ANALYSIS: Cracks Emerge in Trump’s Hold on GOP As Former President Endures Difficult Week

Some Republicans are keen to move on, though Trump remains singular force in GOP politics

  • Published In: Politics
  • Last Updated: Dec 26, 2022

Former President Donald Trump capped off a particularly bad pre-Christmas week, as cracks in his GOP support begin to appear. (AP Photo/Andrew Harnik, File)

By Jacob Gardenswartz

Special to the Wyoming Truth

WASHINGTON—The holiday season has brought few gifts to former President Donald Trump.

In the week leading up to Christmas, Trump endured blow after damning blow: an historic recommendation for prosecution on federal crimes by a Congressional panel, a vote to authorize the release of his long-obscured tax returns, the publication of investigators’ final report into his wrongdoing on Jan. 6 and the overhaul of a centuries-old law Trump sought to abuse in 2020.

FILE – Cassidy Hutchinson, former aide to Trump White House chief of staff Mark Meadows, testifies as the House select committee investigating the Jan. 6 attack on the U.S. Capitol holds a hearing at the Capitol in Washington, June 28, 2022. Some of what the House Jan. 6 committee has revealed over the last six weeks about the Capitol insurrection and former President Donald Trump’s actions in the weeks beforehand has been new. And some of it has just become more vivid, thanks to the panel’s interviews of more than 1,000 witnesses. (AP Photo/Jacquelyn Martin, File)

Each adds to the growing discontent with Trump from some on the right, who see his many scandals as contributing to Republicans’ poorer-than-expected showing in the midterm elections.

“I think the former president’s political clout has diminished,” Senate Minority Leader Mitch McConnell (R-Ky.) told NBC News. Intent on wrestling the reins from Trump’s influence in future election cycles, McConnell demurred that “the former president may have other things to do.”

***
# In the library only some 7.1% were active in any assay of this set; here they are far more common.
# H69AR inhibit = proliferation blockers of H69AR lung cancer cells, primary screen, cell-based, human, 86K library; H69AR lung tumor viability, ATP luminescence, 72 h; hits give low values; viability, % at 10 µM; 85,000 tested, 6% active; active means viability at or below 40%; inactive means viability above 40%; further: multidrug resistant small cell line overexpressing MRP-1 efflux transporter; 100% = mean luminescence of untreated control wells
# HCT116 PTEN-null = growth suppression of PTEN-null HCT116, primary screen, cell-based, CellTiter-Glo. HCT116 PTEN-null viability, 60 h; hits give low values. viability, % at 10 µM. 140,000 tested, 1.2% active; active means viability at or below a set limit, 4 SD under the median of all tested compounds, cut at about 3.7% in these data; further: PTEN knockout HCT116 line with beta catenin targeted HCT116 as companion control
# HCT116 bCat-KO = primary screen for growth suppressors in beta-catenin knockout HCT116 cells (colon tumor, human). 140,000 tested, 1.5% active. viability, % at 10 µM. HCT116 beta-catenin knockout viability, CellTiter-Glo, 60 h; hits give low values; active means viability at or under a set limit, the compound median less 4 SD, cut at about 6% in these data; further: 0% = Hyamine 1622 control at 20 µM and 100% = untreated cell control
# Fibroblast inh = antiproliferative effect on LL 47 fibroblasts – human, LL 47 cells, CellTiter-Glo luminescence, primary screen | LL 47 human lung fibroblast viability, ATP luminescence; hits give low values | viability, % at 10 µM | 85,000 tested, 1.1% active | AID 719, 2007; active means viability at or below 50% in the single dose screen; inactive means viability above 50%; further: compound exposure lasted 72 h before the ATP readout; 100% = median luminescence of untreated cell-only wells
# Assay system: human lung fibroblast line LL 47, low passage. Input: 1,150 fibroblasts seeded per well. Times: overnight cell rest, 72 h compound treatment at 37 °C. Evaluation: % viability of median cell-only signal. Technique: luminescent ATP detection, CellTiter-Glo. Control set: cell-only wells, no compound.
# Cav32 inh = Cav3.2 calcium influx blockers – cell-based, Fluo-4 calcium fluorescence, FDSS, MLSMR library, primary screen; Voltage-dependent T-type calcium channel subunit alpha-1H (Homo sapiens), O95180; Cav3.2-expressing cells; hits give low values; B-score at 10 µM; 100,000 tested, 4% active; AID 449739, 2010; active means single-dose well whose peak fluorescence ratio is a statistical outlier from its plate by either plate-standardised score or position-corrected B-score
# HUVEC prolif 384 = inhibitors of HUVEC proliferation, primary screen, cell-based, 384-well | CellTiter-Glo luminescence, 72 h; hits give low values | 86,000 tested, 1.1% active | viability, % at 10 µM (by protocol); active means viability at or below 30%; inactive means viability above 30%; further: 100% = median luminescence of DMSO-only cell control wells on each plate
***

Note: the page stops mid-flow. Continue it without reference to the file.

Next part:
Still, Trump remains broadly popular among the Republican base and retains several strong defenders in Congress, some of whom released their own investigation into Jan. 6 to counter the narrative that Trump was to blame. And though Trump’s rhetoric is seen as having contributed to Republicans’ recent struggles to win support from moderates and independents, his fervent supporters seem intent on remaking the party further in his image, as evidenced by ongoing leadership battles consuming GOP circles.

GOP report obscures Trump’s role on Jan. 6

The Republican-led report into security failures at the Capitol lays much of the blame for the violence on Democratic leaders and House Speaker Nancy Pelosi (D-Calif.), arguing U.S. Capitol Police (USCP) “succumbed to political pressures from the Office of Speaker Pelosi and House Democrat leadership leading up to January 6, 2021.”

The report mostly draws upon information already made public in government-sanctioned reviews of the events on that day, along with newly-released text messages from former House sergeant at arms Paul Irving. The lawmakers, led by Rep. Jim Jordan (R-Ohio), point to “systemic issues” with police preparedness and concerns about the optics of a large security force on Jan. 6 as contributing to the lack of adequate response.